Let’s jump right in: $1.78 Billion was raised between January 1 and March 31 this year by legal ventures. This is 10.6% less capital than 2021. The global pullback of risk capital from private companies is hitting the legal industry. Weirdly enough, we found more rounds completed and investors participating in this quarter compared to last year. We found 108 deals and 337 investors participating. So we got more checks from more investors, but those checks got a litter smaller this year. Why?

In our ESG analysis, we noted the $300 Million round by PatSnap and $138 Million by Fadada in early 2021. To understand Asia, we did a mini analysis on Softbank and China with investors like Tencent. Especially, Tencent went quiet this quarter in legal. Some say the slowdown is caused by China’s crackdown on tech and trade tensions with the west.

We got a ping from a LinkedIn follower to join this particular take on China. Measuring venture funding in Asia versus Europe and North America, this graph shows an equal percentage increase for each region. On the surface, it seems there was no impact on venture funding. Yet on closer inspection, we discovered that India is picking up the slack in Asia. That’s how Bengaluru emerged as the mini Silicon Valley of Legal Tech in our interview.


Now venture capitalists are feeling less venturous. Yet, they still need to find opportunities, so where do they go? To see opportunities, one has to recalibrate our vision of growth. The NFT and Web3 are still generating ridiculous graphs on Spark Max. However, this announcement gripped us: Microsoft bought Activision for $68.7 Billion. It’s the single biggest acquisition in gaming and it cleared all anti-trust hurdles without a hitch. Huh, how?

The acquisition made every analyst play games and every attorney dream about those deal fees. Remember: lawyers have superpowers and some more than others. Copyright lawyers, like me, watching the new Halo TV series were thinking: Ooh this is the new Marvel Universe. They will be printing money in perpetuity. If you like to know what this word means in a copyright contract, ask Dave Chappelle.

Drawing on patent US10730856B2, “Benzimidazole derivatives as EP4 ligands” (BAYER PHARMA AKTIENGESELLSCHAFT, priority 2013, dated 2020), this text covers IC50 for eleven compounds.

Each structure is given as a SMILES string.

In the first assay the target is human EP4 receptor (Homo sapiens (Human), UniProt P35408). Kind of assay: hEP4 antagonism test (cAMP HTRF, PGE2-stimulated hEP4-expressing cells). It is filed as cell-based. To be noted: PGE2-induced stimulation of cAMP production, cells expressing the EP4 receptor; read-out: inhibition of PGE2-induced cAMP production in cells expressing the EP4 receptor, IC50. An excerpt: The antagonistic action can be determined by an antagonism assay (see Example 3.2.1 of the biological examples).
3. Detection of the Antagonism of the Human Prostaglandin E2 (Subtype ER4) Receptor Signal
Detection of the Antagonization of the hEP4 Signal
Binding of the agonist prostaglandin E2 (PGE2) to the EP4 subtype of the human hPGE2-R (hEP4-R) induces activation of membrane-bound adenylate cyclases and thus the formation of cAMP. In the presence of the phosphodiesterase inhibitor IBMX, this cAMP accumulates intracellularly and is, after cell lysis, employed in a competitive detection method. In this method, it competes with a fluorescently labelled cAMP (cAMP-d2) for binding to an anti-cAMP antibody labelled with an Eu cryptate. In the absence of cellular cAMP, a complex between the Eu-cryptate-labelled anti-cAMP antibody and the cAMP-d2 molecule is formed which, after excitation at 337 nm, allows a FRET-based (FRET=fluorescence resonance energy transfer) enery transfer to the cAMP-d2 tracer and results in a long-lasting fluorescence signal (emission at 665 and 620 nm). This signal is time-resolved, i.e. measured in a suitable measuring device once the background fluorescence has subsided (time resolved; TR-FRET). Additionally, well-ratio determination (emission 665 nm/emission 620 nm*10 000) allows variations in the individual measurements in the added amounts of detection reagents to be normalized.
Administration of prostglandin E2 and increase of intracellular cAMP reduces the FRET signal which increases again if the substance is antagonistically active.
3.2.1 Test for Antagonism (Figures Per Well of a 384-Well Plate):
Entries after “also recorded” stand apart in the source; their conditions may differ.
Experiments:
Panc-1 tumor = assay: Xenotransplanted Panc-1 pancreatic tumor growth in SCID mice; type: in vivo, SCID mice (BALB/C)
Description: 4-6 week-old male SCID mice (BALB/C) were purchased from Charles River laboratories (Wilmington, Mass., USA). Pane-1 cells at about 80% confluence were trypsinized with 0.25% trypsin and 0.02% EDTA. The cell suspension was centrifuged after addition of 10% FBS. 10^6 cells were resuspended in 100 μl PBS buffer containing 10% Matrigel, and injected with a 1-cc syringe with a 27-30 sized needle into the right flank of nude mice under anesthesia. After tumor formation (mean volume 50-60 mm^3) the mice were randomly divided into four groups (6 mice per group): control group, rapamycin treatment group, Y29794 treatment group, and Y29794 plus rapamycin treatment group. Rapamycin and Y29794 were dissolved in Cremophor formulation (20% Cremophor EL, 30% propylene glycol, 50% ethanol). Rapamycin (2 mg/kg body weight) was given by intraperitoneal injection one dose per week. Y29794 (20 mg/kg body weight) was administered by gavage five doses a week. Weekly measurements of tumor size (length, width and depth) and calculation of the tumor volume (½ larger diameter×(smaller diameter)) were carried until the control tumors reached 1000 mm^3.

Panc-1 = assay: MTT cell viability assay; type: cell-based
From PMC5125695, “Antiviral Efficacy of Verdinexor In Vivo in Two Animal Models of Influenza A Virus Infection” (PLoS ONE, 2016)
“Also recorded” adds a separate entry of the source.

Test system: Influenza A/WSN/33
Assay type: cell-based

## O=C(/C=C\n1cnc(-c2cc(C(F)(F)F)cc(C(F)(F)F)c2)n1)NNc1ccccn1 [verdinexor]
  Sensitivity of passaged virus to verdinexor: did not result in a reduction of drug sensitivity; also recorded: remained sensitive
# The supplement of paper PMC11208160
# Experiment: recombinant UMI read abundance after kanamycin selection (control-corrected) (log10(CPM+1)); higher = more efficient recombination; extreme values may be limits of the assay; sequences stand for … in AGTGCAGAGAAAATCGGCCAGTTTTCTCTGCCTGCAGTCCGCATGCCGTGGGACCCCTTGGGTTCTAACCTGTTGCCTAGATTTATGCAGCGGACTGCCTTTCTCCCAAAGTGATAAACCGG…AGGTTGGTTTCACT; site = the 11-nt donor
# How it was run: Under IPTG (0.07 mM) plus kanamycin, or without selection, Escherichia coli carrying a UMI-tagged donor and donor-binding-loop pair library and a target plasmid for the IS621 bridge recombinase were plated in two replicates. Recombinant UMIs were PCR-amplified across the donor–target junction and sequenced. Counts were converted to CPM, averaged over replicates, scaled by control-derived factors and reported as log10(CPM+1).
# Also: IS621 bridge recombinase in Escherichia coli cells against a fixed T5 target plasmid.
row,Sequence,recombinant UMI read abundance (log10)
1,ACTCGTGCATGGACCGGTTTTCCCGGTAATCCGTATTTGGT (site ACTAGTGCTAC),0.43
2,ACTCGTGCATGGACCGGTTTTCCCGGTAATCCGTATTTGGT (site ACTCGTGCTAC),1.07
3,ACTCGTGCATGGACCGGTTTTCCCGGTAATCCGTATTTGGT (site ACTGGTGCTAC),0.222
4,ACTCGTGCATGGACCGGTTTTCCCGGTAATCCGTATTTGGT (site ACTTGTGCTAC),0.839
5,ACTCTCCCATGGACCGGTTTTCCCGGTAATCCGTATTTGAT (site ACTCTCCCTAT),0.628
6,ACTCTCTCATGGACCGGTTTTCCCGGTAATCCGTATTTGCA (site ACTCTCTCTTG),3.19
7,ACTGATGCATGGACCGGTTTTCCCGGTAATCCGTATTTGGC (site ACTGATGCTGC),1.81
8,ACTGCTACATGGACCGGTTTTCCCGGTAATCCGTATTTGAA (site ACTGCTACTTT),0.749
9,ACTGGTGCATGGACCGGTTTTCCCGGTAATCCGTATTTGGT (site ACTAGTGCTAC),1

If you like to really know what this deal means, pass the controller and pay attention. Noticed how iPhones got cheaper and their designs went backwards? It’s because all the attention is going somewhere else. Attention is going towards getting your attention. That is the most valuable asset and it is called Copyright.


Now, if lawyers aren’t calculating their cut on deals, they are litigating the conflicts between people. Usually, those conflicts arise when change collides with the need for things to remain the same. It is about the future we want versus the future we are going to get. That future is largely determined by our environment. While our environment consists of many chemicals, it is largely dominated by one: CO2.

Regulating and accounting for carbon across supply chains is generating even crazier charts on Spark. Supply Chain capture $2.60 Billion this quarter, which is a whopping 669% more than last year.

Up until this point, we only mentioned numbers from segment Legal. The supply chain and accounting numbers come from the segment Governance, Risk and Compliance (GRC). A single area within segment GRC managed to be bigger than the entire Legal segment and all its areas including Contracts.

That’s not all: accounting for carbon accumulated $172 Million of funding. This total set the radical record in GRC of a 933% increase over 2021.



You made it this deep, here’s your post-credit. Remember, we joked about analysts playing games? Well, we got slapped by this data. Most new NFT rounds aren’t about music, art, or virtual real estate. They are about games that render high scores as non-fungible tokens. Finally, you can say: Mom, I’m not just gaming, I’m minting NFTs, so gimmie the controller.

There is more: the average seed round for NFT games is $5.6 Million. The very first check these companies receive producing a website and nothing else is five million-plus in cash. That will give anyone street cred on Twitch.

  • Wonder how much your idea or company is valued? Spark Mini gives you the best answer;
  • Why didn’t you talk about LinkSquares and LawVu? That is Q2;
  • Will you discuss mergers and acquisitions? Yes;
  • When are we getting Funding Legal Q2? Leave your email in the footer below to subscribe for updates, and you get the analysis first;
  • Can’t wait? Ping me on LinkedIn.

Shelter Ukraine 🇺🇦

SuperPower: Pricing & Packaging Any Legal Software

SuperPower: Pricing & Packaging Any Legal Software 1552 849 Raymond Blijd
Read time: 3 min.

Investment experts predict that companies with pricing power will thrive in this economy. And power is not just about raising prices.

TLDR: the venture funding festival looks like it’s grinding to a halt, so companies have to raise funds with customers. We have two tips on pricing and packaging. And stick around for a twist at the end.

Sticker Shock

Let’s talk about the most elusive element in legal: pricing. Overall, it’s very taboo to talk about how much you make. We know you’ll get sued if you reveal the rates lawyers charge on Yelp. We wonder if this is different for software targeting the legal industry. Since we’re getting a new legal technology directory almost every week, we started tracking to see if any of them had published prices of providers. We regret to inform you that the majority of directories can’t list pricing publicly. If the software is suitable for consumers or solo’s, we do get to see what it sells for. But if providers target companies or law firms, the curtain comes down. This has to do with unit economics.